Specific IgE to S. aureus SAgs is present in nasal polyp tissue, and levels correlate with markers of eosinophil activation and recruitment [46]. SEB selectively stimulates the production of interleukin-5 (IL-5) in patients with atopic eczema/dermatitis syndrome (AEDS) or allergic asthmatics but not in asymptomatic atopic or non-atopic individuals [6]. Given the central role of IL-5 in eosinophilia this provides further evidence that SEB may at least, play some role in allergic diseases such as AEDS and asthma. Further evidence that SAgs may play an important role in allergic diseases such as dermatitis, rhinitis and asthma comes from studies which report the prevalence of serum IgE antibodies to S. aureus enterotoxins. Sensitisation to S. aureus enterotoxins seems to be a factor in increasing serum eosinophil cationic protein (ECP) which is thought to be a reliable marker of clinical severity of allergic diseases including asthma and rhinitis [47].

As part of this study cell culture supernatants collected 6 and 24 h post SAg stimulation were analysed for TNF-α, RANTES and eotaxin. However, in all 20 subject samples these mediators were not detectable. In vivo administration of SEB to mice has been shown to trigger an inflammatory response characterised by mucosal and airway recruitment of lymphocytes, eosinophils and neutrophils together with elevated levels of IL-4 in BAL fluid [48]. The same study also demonstrated that SEB markedly enhances the frequency detection of TNF-α in BAL fluid [49]. However extrapolating results from animal studies and relating them to human studies must be done so with caution. It has been documented that murine cells are up to 1000 times less responsive to S. aureus enterotoxins than human cells [50].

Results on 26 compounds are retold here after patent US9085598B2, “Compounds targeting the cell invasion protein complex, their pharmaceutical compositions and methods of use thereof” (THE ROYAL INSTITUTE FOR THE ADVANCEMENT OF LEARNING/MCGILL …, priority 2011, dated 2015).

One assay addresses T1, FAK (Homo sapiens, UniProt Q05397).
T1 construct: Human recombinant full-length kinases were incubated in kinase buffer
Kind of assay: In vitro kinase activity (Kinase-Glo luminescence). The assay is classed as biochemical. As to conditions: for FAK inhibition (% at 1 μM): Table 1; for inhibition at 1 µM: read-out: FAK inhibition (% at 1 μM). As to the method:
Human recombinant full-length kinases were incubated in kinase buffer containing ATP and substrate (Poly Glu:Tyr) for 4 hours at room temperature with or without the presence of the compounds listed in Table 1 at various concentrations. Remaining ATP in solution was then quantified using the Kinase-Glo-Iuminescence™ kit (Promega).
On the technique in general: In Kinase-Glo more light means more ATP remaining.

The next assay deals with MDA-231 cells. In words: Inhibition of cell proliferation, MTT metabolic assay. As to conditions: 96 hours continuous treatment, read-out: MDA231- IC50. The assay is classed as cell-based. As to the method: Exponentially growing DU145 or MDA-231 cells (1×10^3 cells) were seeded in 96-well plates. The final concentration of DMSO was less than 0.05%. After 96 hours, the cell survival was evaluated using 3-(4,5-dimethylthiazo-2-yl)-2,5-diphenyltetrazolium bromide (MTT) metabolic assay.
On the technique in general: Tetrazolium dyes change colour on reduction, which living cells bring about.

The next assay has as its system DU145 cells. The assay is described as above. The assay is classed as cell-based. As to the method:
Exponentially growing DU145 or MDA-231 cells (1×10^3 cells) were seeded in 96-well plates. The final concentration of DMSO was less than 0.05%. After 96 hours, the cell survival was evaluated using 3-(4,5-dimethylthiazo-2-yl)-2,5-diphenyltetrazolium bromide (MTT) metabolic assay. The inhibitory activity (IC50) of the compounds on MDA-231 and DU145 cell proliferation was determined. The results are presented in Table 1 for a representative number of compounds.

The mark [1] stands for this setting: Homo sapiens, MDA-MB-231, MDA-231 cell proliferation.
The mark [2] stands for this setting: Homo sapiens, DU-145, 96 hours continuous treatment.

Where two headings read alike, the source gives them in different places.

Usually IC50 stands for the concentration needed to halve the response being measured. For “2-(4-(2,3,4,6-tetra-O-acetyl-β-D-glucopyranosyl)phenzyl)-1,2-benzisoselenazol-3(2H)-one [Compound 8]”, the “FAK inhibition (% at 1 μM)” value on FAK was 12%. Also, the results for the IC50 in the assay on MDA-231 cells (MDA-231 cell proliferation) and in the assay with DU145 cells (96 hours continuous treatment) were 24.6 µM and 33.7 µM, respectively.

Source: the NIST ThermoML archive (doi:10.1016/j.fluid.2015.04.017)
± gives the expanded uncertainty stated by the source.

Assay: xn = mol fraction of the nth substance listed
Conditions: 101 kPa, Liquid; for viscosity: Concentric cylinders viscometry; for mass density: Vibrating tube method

Release of RANTES in response to SEB has been demonstrated in the human colonic T84 epithelial cell line [51]. In a model of human fibroblast-like synoviocytes, engagement of MHC class II molecules by SEA resulted in an increase in the mRNA level and protein synthesis of RANTES and IL-8 [52] while stimulation of human PBMCs to release RANTES in response to SEB has also been demonstrated [53].

In the human system of polarized bronchial epithelial cells a marked alteration in the transcriptional expression profile of epithelial cells in response to live S. aureus and soluble virulence factors was observed. These included pro-inflammatory cytokine release such as IL-1β, IL-8, eotaxin and RANTES [21, 54]. It is possible that a mixture of soluble virulence factors induces vigorous proiflammatory cytokine response as a result of synergistic action of many bacterial products including exotoxins. Further studies using polarised HNEC should clarify the issue.

In conclusion this study indicates that SEA and SEB can induce an inflammatory response in human nasal epithelial cells. The responses to SEA and SEB are higher in asthmatic subjects and can be further elevated by preincubaion with IFN-γ. This would suggest that bacterial toxins such as SEA and SEB may play a role in the pathogenesis of asthma possibly via the recruitment of neutrophils into the asthmatic airway.

Declarations

Acknowledgements

This work was funded by Northern Ireland HPSS R&D Office

Authors’ Affiliations

(1)
Respiratory Research Group, School of Medicine and Dentistry, Queen's University

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Copyright

© O'Brien et al. 2006

This article is published under license to BioMed Central Ltd. This is an Open Access article distributed under the terms of the Creative Commons Attribution License (http://creativecommons.org/licenses/by/2.0), which permits unrestricted use, distribution, and reproduction in any medium, provided the original work is properly cited.